While we were sitting at our cafe table at Studio Kraut on a busy Saturday afternoon, a friend swooshed up to me to say hi. We got to talking about how the city changes, neighborhoods change, and there are times when 8th Avenue in Chelsea can feel like it is struggling beneath the weight of empty storefronts and nail salons. This restaurant seems to be trying to breathe new life into its old shell at the corner of 8th avenue and 18th street.
We sipped on our first round of drinks as we debated the ups and downs of a neighborhood. The Blutorange Margarita comes frozen and is well suited to a warm summer day. I squealed, delighted, upon seeing the deep green candy fruit slice garnishing my refreshment. It was one of my favorite candies when I was younger. The Urban Basil, another excellently mixed drink is gin based and mixed with peach puree and muddled basil. It slid sweet across the tongue trailed by its fresh herb flavor.
We started our meal with the Cast Iron Baked Brie and it was divinely sinful! Sweet and pungent with crunchy pecans. Gooey-sexy and served with the perfectly made toast, this appetizer is perfect for two or three people.
Studio Kraut had wanted to bring something more to 8th avenue. Pounds and Ounces (the former incarnation in this space) transitioned to Studio Kraut as art from local galleries was brought in and mixed with street art and a flash of cabaret bring a sharp and playful Berlin vibe to the place. Staff uniforms were rid of and servers were encouraged to bring their personality. The result is a little magical and theatrical.
One of the features of their menu is the Chicken Schnitzel. It is lightly breaded and pan fried chicken with a beautifully sunny side egg and herbs atop mashed peppercorn potatoes and haricots verts and a dill cream sauce. It was a hit with my brunch companion and quite a stick-to-your-ribs kind of meal. I opted for the Breakfast Pizza, recommended by our server Matthew, it is built upon an odd tomato flatbread pizza crust with kielbasa, tomatoes, avocado, scallion hollandaise and a fried egg. This is spectacular.
Kieran, the general manager, took me on a tour of the place, letting me know what the story is behind the art of Studio Kraut. In the windows, artists are featured from local galleries, and the pieces are occasionally rotated. There are a few other pieces hanging about the bar as well. The walls are covered in street art by Russell King and Hek Tag and, if read left to right around the room, display styles from Berlin, to Brooklyn, to Manhattan and then showcase a NYC skyline. Beyond an iconic scroll shaped bar that was central to the old restaurant’s design lies a bed for lounging and sipping cocktails. This transforms into a stage for evening entertainment on Thursdays at 10pm when they offer up burlesque shows.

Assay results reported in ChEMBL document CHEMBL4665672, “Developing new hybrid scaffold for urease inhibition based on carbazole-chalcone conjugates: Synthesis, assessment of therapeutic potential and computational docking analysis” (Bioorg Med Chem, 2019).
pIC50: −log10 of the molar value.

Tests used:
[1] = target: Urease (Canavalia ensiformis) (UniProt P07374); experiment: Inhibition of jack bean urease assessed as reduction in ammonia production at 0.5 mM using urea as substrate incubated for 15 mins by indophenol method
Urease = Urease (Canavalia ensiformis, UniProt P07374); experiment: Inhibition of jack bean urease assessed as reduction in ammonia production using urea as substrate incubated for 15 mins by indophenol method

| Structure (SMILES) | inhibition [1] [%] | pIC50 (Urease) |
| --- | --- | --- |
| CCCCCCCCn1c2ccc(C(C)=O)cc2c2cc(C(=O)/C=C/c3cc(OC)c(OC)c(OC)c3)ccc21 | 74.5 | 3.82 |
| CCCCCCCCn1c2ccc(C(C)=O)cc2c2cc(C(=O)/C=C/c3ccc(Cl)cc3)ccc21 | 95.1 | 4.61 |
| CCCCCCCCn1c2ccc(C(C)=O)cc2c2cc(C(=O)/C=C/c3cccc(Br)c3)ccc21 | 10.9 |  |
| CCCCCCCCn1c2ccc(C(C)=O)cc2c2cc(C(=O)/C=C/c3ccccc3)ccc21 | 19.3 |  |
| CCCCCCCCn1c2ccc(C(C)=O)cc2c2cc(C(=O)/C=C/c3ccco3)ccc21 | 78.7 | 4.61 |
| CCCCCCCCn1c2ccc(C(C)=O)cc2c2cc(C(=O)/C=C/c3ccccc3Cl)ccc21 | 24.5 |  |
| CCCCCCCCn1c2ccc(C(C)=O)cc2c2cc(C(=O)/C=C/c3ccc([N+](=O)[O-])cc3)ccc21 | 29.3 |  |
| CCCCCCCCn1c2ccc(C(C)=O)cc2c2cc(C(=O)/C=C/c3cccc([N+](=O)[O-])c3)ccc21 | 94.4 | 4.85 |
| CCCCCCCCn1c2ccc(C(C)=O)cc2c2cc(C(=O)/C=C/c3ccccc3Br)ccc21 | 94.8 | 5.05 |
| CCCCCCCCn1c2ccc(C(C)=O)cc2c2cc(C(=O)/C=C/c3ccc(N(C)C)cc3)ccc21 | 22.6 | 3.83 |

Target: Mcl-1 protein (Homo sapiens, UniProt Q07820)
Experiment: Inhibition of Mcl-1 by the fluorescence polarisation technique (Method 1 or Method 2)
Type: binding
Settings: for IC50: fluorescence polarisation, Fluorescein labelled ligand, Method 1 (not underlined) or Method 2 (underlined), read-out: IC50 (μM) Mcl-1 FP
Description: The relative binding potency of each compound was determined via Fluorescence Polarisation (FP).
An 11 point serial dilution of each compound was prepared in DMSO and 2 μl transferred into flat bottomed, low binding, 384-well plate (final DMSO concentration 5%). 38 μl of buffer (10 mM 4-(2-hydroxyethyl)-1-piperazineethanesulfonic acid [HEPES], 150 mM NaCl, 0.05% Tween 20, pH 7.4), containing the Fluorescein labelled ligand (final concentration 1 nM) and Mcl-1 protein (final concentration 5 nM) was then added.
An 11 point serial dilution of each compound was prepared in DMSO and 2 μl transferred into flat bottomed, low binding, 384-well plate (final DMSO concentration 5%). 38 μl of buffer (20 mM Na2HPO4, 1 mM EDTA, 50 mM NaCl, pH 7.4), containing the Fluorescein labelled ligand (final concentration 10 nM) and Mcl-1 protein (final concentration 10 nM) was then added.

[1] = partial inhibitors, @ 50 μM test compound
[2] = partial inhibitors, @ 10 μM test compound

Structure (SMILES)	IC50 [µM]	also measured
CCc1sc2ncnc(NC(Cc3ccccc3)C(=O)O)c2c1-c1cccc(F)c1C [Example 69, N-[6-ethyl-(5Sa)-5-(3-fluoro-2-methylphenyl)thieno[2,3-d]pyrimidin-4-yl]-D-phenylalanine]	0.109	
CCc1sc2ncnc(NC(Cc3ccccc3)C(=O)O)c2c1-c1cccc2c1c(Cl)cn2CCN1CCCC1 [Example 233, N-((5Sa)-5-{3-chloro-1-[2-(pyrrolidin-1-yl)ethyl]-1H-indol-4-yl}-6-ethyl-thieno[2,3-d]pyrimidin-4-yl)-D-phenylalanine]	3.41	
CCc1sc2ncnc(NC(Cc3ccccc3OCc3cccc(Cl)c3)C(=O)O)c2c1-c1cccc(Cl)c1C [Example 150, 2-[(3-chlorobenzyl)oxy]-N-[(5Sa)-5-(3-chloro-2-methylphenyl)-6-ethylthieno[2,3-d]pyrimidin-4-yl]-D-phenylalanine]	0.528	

A second round of cocktails proved necessary to wash down our rich entrees, so we opted for a tequila based drink with spicy jalapeno and watermelon puree dubbed The Dietrich and an extra playful alcoholic mango popsicle by Citysticks floated in a coupe of prosecco. These provided proof that the cocktail game at Studio Kraut is definitely on point. If you are just looking for a drink, this is the perfect place to do that. Happy hours are daily until 7pm.
For dessert, we ordered a triple chocolate soufflé. Piping hot and topped with white chocolate flakes, it was bittersweet and perfect for a cooler day. I left at the end of my meal with a buzz and a feeling of electricity from the good time we had here. Studio Kraut has a good thing going with this new life of theirs.
Studio Kraut is located at 160 8th Avenue in Manhattan and has a full menu and links to their events schedule on their website at http://www.studiokrautnyc.com.